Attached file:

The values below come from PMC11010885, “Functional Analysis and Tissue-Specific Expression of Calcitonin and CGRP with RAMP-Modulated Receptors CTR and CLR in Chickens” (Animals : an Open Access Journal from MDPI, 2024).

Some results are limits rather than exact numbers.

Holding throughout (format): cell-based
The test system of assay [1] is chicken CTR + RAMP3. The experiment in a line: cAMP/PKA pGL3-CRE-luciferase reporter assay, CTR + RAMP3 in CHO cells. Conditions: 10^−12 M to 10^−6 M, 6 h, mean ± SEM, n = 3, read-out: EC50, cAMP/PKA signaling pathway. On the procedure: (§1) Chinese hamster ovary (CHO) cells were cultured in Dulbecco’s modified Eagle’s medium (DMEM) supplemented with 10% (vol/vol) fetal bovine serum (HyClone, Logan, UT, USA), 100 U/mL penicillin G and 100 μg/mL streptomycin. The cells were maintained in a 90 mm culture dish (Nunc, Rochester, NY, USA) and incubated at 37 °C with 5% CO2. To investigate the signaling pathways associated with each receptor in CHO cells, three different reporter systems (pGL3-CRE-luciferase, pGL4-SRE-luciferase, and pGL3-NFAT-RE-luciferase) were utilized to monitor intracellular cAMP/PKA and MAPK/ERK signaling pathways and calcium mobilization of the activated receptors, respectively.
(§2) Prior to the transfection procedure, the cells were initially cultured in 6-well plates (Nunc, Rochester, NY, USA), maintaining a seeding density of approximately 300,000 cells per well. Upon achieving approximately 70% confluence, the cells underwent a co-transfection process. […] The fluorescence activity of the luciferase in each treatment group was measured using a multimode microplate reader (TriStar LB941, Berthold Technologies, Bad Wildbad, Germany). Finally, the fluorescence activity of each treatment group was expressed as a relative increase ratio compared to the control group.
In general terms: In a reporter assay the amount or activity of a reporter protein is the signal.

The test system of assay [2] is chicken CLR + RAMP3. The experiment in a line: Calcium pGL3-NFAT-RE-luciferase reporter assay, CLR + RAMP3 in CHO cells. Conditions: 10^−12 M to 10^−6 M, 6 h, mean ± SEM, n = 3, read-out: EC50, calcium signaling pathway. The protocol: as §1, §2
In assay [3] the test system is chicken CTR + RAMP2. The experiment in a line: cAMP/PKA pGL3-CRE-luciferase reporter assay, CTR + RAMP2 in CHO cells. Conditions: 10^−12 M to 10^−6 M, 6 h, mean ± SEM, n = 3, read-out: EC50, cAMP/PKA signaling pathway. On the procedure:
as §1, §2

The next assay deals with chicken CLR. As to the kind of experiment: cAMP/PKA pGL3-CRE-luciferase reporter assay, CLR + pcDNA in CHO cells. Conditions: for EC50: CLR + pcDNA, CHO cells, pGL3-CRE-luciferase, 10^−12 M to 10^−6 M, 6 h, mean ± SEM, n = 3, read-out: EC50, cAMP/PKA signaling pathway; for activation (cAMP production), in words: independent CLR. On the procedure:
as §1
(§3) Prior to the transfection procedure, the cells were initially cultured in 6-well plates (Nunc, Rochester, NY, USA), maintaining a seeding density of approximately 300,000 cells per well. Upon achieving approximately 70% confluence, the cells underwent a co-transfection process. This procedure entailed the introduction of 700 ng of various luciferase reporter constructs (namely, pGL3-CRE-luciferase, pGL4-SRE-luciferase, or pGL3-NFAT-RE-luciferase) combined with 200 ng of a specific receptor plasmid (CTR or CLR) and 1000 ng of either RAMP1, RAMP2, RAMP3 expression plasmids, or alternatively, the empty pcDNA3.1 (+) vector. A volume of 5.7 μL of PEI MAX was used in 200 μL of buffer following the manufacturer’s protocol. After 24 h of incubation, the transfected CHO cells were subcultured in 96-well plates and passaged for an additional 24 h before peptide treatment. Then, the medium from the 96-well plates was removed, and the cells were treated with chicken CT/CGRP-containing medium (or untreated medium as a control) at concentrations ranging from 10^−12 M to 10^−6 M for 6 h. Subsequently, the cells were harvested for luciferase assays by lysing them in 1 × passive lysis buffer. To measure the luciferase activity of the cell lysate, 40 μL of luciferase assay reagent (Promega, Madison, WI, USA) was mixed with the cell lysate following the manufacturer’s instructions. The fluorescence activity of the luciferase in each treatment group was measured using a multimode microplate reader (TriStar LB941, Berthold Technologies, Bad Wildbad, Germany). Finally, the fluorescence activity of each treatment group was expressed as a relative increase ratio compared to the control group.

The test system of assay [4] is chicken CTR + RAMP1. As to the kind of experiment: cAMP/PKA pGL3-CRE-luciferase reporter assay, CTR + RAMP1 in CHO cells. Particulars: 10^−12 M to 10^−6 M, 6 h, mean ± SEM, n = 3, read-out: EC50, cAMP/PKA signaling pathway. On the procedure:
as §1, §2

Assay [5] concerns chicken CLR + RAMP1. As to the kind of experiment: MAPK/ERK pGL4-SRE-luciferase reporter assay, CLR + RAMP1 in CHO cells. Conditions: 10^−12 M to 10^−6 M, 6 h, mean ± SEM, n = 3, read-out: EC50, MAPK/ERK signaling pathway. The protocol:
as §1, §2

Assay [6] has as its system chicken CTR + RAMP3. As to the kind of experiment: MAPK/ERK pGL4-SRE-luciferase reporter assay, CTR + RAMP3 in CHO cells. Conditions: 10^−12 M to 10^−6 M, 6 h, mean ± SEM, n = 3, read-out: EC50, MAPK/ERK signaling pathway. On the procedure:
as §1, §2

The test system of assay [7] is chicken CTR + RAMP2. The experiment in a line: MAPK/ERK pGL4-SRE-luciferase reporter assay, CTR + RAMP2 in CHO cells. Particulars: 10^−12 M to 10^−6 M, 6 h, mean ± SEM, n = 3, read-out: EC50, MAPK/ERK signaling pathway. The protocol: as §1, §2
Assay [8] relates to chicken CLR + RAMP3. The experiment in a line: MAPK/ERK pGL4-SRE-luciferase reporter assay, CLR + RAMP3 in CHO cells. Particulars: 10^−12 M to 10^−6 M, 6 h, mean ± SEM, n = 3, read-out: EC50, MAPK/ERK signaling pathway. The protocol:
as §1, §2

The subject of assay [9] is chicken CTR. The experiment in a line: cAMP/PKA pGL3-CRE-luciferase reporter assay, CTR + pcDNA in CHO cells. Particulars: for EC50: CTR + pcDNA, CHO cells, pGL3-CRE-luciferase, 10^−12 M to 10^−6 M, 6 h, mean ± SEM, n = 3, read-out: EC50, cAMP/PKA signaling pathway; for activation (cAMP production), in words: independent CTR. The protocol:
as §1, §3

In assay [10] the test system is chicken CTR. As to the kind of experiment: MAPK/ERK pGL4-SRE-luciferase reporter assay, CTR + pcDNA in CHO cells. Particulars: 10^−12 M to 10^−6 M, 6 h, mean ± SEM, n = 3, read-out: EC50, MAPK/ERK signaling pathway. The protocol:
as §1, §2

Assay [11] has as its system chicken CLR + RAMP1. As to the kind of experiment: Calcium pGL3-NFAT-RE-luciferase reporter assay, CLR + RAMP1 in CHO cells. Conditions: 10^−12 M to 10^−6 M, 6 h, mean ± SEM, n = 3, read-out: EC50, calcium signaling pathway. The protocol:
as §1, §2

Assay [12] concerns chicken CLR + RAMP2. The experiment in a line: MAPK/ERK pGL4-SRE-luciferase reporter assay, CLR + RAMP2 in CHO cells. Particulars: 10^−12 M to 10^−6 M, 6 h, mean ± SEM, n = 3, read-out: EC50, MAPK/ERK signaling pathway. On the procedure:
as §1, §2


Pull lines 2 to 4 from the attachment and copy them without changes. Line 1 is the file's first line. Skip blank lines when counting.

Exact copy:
Some results are limits rather than exact numbers.

Holding throughout (format): cell-based
The test system of assay [1] is chicken CTR + RAMP3. The experiment in a line: cAMP/PKA pGL3-CRE-luciferase reporter assay, CTR + RAMP3 in CHO cells. Conditions: 10^−12 M to 10^−6 M, 6 h, mean ± SEM, n = 3, read-out: EC50, cAMP/PKA signaling pathway. On the procedure: (§1) Chinese hamster ovary (CHO) cells were cultured in Dulbecco’s modified Eagle’s medium (DMEM) supplemented with 10% (vol/vol) fetal bovine serum (HyClone, Logan, UT, USA), 100 U/mL penicillin G and 100 μg/mL streptomycin. The cells were maintained in a 90 mm culture dish (Nunc, Rochester, NY, USA) and incubated at 37 °C with 5% CO2. To investigate the signaling pathways associated with each receptor in CHO cells, three different reporter systems (pGL3-CRE-luciferase, pGL4-SRE-luciferase, and pGL3-NFAT-RE-luciferase) were utilized to monitor intracellular cAMP/PKA and MAPK/ERK signaling pathways and calcium mobilization of the activated receptors, respectively.